The plan is to in­sti­tute a pro­gram they call Dis­clo­sure, Apol­ogy and Of­fer, which—just as it sounds—con­sists of dis­clos­ing when ad­verse events oc­cur, in­ves­ti­gat­ing why they hap­pened, shar­ing that in­for­ma­tion with pa­tients and their fam­i­lies and then of­fer­ing fi­nan­cial com­pen­sa­tion and by­pass­ing the court sys­tem.

Ac­cord­ing to Wood­ward, mal­prac­tice cases in Mas­sachusetts take five and a half years to re­solve. Of the dol­lars physi­cians pay for li­a­bil­ity pre­mi­ums, he added, only 30% goes to pa­tients, with the rest cov­er­ing in­sur­ance com­pany over­head, at­tor­ney and ex­pert wit­ness fees and other court costs.

“We can do bet­ter,” Wood­ward said. “You don’t have to have du­el­ing ex­pert wit­nesses. You can do a root-cause anal­y­sis at rel­a­tively low cost and put the find­ings on the ta­ble.”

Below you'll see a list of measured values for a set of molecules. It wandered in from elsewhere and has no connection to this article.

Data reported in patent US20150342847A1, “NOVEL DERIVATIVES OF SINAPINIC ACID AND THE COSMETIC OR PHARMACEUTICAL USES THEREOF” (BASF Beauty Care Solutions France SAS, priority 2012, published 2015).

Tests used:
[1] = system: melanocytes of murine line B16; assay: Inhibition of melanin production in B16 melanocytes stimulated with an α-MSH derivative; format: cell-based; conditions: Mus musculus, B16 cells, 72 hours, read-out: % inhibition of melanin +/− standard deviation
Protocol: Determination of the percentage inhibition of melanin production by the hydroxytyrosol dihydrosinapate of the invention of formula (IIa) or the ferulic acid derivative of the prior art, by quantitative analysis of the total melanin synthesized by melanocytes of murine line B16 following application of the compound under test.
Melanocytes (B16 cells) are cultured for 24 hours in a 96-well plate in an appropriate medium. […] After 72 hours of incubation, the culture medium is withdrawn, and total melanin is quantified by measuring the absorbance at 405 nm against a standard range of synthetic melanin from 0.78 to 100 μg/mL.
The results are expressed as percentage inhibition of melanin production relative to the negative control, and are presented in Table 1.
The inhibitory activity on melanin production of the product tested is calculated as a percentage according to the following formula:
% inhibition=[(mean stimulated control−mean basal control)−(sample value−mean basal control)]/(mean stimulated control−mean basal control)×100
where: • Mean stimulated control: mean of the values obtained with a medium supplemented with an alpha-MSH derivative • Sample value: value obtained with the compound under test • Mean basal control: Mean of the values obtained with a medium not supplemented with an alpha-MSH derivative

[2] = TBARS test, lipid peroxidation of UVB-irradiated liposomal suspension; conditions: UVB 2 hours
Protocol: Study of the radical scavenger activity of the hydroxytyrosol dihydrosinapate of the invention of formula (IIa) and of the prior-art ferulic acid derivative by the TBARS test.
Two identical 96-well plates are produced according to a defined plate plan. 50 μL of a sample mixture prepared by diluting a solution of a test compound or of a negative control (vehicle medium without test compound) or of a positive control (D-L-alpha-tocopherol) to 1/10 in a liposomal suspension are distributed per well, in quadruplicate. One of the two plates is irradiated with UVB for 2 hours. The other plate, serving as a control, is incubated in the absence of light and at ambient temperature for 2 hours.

The project started with struc­tured in­ter­views with rep­re­sen­ta­tives from 27 or­ga­ni­za­tions or in­dus­try sec­tors with a stake in mal­prac­tice re­form, and Wood­ward said ev­ery­one agreed that dis­clo­sure, apol­ogy and of­fer was the best strat­egy to adopt.

“We were sur­prised by the una­nim­ity of opin­ion,” Wood­ward said. “But the over­all mes­sage was: This is the right thing to do. It’s what you would want done if you were a pa­tient or a fam­ily mem­ber of a pa­tient who was harmed.” He said the coali­tion also stud­ied a sim­i­lar pro­gram in place for 10 years now at the Univer­sity of Michi­gan Health Sys­tem where re­sults show it is work­ing as in­tended.